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The Men Behind the Screens

These TV Executives Show that Not All Cigar-Smoking media Moguls Are in Film
Susan Karlin
From the Print Edition:
Chuck Norris, Jul/Aug 98

(continued from page 7)

Nowadays, production studios lose money on shows until they are sold into syndication. "It used to be that if we sold a show, we made money up front, and if it was really successful, we enjoyed the syndication rewards. We're now in a business where the question we ask every time we endeavor to make a new TV series is, 'How much are we willing to lose on each episode, be it half-hour comedy or hour drama, until we hit the fourth or fifth season?' Those deficits are tremendous and add up to tens of millions of dollars--and that's with a successful show!"

Happily, money's no object when it comes to cigars.

"I like Romeo y Julieta No. 2s, which you can smoke anytime," he says. "But at the end of the day, it gives opportunity to pause and reflect and truly relax. When I get home or after a business dinner, it's a lot of fun to sit outside, in the quiet of the evening, and smoke a cigar. My wife, Lissa, often comes out and joins me in a smoke. Or when we go out with our friends. There's nothing sexier than a woman with a cigar."

And there's nothing quite as decadent as a lost weekend with your buddies in Havana to sample the cigars there. A couple of years ago, Solomon did just that with a group that included John Langley and Malcomb Barbour, creators of Fox's "Cops," and Greg Meidel, then the chairman of Twentieth Television and now the chairman and chief executive officer of Studios, USA Television.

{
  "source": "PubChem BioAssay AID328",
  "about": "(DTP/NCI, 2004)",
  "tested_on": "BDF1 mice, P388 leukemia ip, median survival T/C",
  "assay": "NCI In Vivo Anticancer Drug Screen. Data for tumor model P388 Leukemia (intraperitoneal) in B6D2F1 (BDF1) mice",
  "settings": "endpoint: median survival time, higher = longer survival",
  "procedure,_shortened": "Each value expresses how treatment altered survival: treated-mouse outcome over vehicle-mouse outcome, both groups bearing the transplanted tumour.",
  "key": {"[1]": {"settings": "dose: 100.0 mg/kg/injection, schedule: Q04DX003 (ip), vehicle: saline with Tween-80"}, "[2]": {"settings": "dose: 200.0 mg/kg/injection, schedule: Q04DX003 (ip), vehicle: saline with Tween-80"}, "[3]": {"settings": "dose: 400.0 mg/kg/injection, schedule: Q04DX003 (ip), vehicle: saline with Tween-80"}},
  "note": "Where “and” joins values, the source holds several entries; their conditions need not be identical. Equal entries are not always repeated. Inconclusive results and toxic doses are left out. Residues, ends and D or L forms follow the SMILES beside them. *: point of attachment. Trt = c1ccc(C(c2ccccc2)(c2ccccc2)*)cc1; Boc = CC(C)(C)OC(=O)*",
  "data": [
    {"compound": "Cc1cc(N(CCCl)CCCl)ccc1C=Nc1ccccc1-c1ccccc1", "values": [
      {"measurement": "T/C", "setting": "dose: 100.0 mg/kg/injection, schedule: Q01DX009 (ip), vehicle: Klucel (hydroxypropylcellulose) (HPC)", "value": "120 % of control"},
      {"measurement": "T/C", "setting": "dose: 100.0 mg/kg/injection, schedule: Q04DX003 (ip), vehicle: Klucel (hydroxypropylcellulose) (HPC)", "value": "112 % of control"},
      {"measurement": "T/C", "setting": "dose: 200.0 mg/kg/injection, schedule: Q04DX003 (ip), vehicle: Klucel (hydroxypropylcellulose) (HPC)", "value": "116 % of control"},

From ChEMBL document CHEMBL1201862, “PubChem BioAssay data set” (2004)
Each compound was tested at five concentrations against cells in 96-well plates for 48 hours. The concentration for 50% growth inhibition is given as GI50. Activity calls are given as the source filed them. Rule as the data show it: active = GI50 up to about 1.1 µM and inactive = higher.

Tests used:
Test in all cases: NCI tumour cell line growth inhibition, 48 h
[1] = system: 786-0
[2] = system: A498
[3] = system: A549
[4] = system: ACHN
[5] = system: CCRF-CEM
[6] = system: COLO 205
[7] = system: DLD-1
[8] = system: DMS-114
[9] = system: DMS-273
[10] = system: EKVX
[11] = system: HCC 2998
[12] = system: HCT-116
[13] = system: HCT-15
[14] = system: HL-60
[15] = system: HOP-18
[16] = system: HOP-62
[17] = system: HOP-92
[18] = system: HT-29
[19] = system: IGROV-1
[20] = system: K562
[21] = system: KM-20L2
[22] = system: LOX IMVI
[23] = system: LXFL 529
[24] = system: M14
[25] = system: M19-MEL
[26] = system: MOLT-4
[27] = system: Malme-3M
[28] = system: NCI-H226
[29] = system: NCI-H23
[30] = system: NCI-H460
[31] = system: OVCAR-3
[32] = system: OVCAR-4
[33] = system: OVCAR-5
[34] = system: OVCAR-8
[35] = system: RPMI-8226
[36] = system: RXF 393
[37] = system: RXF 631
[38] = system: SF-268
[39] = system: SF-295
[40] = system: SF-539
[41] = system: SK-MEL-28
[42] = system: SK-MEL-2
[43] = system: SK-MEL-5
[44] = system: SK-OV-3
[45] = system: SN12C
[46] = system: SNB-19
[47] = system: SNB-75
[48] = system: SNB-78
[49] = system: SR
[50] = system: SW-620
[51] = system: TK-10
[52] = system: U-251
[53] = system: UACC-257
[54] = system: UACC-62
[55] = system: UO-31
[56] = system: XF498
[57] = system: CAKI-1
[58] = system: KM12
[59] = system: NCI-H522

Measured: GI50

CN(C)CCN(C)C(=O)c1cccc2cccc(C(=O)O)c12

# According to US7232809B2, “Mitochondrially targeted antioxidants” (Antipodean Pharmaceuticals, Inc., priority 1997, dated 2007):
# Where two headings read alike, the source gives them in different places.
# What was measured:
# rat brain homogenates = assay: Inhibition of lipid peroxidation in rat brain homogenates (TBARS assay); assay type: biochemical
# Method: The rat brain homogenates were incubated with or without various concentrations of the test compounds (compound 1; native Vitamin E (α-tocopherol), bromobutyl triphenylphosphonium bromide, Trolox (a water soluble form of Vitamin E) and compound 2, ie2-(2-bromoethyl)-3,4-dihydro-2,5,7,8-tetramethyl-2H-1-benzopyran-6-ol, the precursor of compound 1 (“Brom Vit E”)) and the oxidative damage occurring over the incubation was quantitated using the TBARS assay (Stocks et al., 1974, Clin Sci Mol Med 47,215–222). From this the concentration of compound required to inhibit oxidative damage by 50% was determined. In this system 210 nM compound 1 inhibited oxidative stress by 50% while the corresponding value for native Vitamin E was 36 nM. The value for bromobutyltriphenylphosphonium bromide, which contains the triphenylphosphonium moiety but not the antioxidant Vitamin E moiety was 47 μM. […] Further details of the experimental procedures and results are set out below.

"We stayed at the Hotel Nacional and literally smoked cigars with our eggs at breakfast right through our post-dinner," recalls Solomon. "We didn't sleep too much. The place is alive 24 hours a day. We went to Hemingway's favorite haunts, La Flora Dita and La Bogadita del Medio, and most of the cigar factories, including the Partagas factory where we watched them hand-rolling cigars. They say there's nothing like smoking a Cuban cigar in Havana and they're right."

Crime Does Pay
Say you've just broken the law. Now, suppose there's a camera crew recording your arrest. Then, a producer comes up to you with a release form asking your permission to broadcast all that on a national program.

And you sign it.

"I think it's the Warhol Syndrome--everyone wants his moment of fame," shrugs producer John Langley. "But it's the media age; it's not that big a deal anymore."

Luckily for the Santa Monica, California-based Langley, most people disagree, keeping "Cops"--the Fox show he created and produces--on the air for a decade. The unscripted, documentary-style program featuring footage of real cops on the job helped pioneer cinema verité on television and led to the explosion of reality shows in the early 1990s.

"We're like the Energizer Bunny--we don't make a lot of noise and we keep on going," says Langley, whose show has garnered four Emmy nominations. "Although, we've been ripped off so many times, I feel like Velcro. But that's the nature of the beast. You cannot copyright reality." But if imitation is the sincerest form of flattery, such praise he can do without.

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